SHARE
COPY LINK

CRIME

400 Viking objects stolen in Norway museum heist

Some 400 Viking objects were stolen from a Norwegian museum at some time over the weekend of August 11th-13th, the museum's director said Sunday, describing the loss as "immeasurable".

400 Viking objects stolen in Norway museum heist
Photo: Universitetsmuseet i Bergen / NTB scanpix

“If the stolen objects are not returned, this is by far the most terrible event in the 200 years of Norwegian museum history,” the director of the University Museum of Bergen in southwestern Norway, Henrik von Achen, told AFP.

The items, most of them small metal objects like jewelry, “do not have monetary value attached to them” and the value of the metal itself “is also quite small,” he said.

“Yet the great and immeasurable loss is connected to the cultural history value of the items, which exceeds the monetary value many times over,” he added.

Thieves were able to enter the museum on the seventh floor via scaffolding on the building's facade.

The stolen objects had been temporarily placed there ahead of a planned transfer to a more secure location on August 14th.

“The (security) measures were not sufficient, we should have had additional security elements in place,” he acknowledged.

Norwegian police are investigating the case together with their international counterparts.

Meanwhile, the museum was surveying all of the stolen objects and posting photos of them on social media sites so “that the items become well-known and hence more difficult to sell and easier to spot,” von Achen said.

READ ALSO: High-value objects stolen from Norway museum


Photo: Universitetsmuseet i Bergen / NTB scanpix


Photo: Universitetsmuseet i Bergen / NTB scanpix
 

OSLO

Norwegian intelligence agency apologises over Oslo Pride shooting

Norway's domestic intelligence service apologised Thursday after a report concluded it could have prevented a shooting on the sidelines of Oslo's Pride festival last year that left two dead.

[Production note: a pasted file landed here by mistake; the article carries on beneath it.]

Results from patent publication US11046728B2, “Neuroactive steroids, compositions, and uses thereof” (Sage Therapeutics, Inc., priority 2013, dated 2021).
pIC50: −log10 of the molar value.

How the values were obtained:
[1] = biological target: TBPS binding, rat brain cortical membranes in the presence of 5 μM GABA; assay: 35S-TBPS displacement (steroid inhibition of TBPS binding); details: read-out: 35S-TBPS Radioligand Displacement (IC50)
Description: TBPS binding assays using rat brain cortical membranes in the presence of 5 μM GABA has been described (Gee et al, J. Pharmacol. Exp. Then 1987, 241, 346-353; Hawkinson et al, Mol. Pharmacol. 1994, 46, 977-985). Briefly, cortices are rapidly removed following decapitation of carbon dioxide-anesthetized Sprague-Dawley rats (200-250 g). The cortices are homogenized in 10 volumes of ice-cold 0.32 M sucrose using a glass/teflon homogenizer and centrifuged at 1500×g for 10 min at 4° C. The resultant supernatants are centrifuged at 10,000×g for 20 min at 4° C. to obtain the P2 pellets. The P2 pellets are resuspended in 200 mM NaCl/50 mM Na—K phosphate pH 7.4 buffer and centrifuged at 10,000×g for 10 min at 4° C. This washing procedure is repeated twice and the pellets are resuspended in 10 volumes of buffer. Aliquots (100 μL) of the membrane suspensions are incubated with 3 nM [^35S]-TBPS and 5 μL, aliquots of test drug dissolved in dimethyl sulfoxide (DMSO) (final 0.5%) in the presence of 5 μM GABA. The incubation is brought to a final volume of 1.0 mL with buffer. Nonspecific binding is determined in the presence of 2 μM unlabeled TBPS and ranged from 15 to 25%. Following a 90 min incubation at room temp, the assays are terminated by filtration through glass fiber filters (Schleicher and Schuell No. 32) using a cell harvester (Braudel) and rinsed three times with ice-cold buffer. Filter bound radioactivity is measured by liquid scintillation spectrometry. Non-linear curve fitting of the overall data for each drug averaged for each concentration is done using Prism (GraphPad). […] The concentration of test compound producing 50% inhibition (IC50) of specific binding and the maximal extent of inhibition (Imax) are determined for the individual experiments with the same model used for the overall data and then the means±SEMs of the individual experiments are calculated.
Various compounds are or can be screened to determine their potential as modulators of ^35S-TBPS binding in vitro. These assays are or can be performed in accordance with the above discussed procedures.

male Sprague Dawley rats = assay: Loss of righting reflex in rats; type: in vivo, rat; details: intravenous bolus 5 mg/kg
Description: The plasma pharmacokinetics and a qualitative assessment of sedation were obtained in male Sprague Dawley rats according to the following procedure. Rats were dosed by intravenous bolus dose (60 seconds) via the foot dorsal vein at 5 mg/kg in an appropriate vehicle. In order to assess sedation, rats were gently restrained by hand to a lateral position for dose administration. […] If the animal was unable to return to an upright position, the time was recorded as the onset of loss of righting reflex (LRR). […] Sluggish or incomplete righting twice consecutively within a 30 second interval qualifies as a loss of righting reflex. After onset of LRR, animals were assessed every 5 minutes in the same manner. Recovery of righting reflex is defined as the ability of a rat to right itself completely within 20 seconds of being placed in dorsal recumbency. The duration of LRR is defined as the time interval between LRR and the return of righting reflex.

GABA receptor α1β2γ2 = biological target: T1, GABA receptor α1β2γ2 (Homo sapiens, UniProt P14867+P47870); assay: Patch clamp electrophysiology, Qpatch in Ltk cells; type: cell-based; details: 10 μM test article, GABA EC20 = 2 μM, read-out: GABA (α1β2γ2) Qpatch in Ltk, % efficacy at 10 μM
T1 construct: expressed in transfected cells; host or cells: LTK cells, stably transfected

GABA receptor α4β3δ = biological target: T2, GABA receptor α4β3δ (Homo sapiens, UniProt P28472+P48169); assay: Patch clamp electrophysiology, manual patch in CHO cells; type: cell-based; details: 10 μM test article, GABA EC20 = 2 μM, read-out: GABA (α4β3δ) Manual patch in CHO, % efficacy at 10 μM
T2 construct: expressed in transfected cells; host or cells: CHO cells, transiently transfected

Norwegian intelligence agency apologises over Oslo Pride shooting

On the night of June 25th, 2022, a man opened fire outside a gay bar in central Oslo during the Pride festival, killing two men, aged 54 and 60, and wounding nine others.

Just after the attack, police arrested the suspect, Zaniar Matapour, a 43-year-old Norwegian of Iranian origin who had contacts with a known Islamist extremist in Norway, Arfan Bhatti.

The motive for the attack has yet to be officially established. But a report commissioned by the chief of police and the PST intelligence service, published Thursday, concluded that it would have been “possible” to prevent the shooting if agents had followed up on early warning signs.

The PST was criticised for failing to take preventive measures despite information suggesting that Bhatti could use Matapour for an act of “political violence”, as well as for lowering its surveillance of Bhatti, who posted an image on Facebook of an LGBT flag in flames a few days before the shooting.

It also came under fire for not keeping a close eye on Matapour despite a June 20th warning from the Norwegian military about the risk of an imminent
“terror attack” that suggested the involvement of Bhatti, who was known to be abroad at the time.

“We apologise for any potential evaluation errors that were made and the consequences these had,” PST chief Beate Gangas said after the report was published.

Matapour was quickly overpowered by passers-by and found to be carrying a hundred rounds of ammunition for his weapons.

“It could have turned into one of the deadliest attacks in Europe in years,” said the head of evaluation committee, Pia Therese Jansen.

Twenty-five other people were injured in the chaos that followed the shooting.

Matapour is currently in custody on suspicions of a terrorist act, but has yet to be charged. His trial could take place in 2024.

Bhatti, who is suspected of being an accessory, has been arrested in Pakistan and Norwegian authorities are seeking his extradition. Two other people are also being held as suspects in the case.

SHOW COMMENTS